Open Heart “Mergery”

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“The greatest asset you could own is an open heart.”
~ Nikki Rowe

 

There is a wonderful story about a young scholar who asked a Rabbi, “How should we keep the Torah?”

The Rabbi said, “You should always keep the Torah on your heart.”

“On your heart?” asked the scholar, “Why not in?”

The Rabbi replied: “Because when your heart is closed, its teachings are not available to you.” “It is only with an open heart can that you can receive the teachings of the Torah.” 

 

Along with my 35 years as an animal behavior consultant, I have been a mindfulness practitioner for close to 40 years, and an instructor of mindfulness practices for over 30 years.  Of the many different types of mindfulness practices, the “Metta Bhavana” (Pali) or “Maitri” (Sanskrit) is one of the best ways to enrich compassion in ourselves.  This is a compassion and loving-kindness meditation that opens our hearts to ourselves and to the world around us.  Metta originates from Buddhist tradition, and is translated as loving-kindness and friendliness.  By sharing this practice with our Dogs, we can increase their levels of compassion as well.  When we do this, our connection with each other will grow deeper than we could ever have imagined.  Our Dog’s behavior, as well as our own behavior, becomes motivated by compassion and love, rather than greed (as what happens with typical Skinnerian reward-based training) or fear (which is what happens with dominance-based training).  When we connect and merge at these deep levels of compassion for each other, we become two sides of one coin.  Our focus is on helping each other to be happy, rather than looking for how we can only please ourselves.  It is essential to do these practices on a regular basis in order to enrich our relationship with each other.  Love, therefore, is not only a “noun”, but is also a “verb”- meaning we must make the effort to connect if we are to achieve the highest level of friendship with our Dogs.   It is fortunately a labor of love – literally.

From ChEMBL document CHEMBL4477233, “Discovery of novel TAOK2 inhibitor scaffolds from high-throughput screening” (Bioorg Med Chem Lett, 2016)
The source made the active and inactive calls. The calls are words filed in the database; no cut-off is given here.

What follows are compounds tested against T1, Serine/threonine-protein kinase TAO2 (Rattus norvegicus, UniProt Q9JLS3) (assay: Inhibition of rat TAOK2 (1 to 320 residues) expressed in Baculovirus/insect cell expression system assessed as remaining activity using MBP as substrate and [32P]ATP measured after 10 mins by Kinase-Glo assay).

To begin, find a time where you and your Dog can sit both quietly and undisturbed.  This is not a time for distractions so turn off the phone, television, computer or anything else that will be competing for your attention.  This is a special time for you and your Dog to share together.  

Begin by asking your Dog to sit next to you, and start to gently and calmly stroke his fur from the bridge of his nose and continue all the way down his back.  By stroking directly across his eyes, you will help him to relax.  Remember to do this slowly.  My teacher once told me, “Go slowly enough so you can count each strand of fur beneath your hand.”  If this seems to bother him, then just start from the top of his shoulders.  Speak softly to him, use lots of eye contact and smile – your Dog can absolutely read you facial expressions.  Continue this for a while until you feel your Dog more relaxed, and you feel more relaxed as well.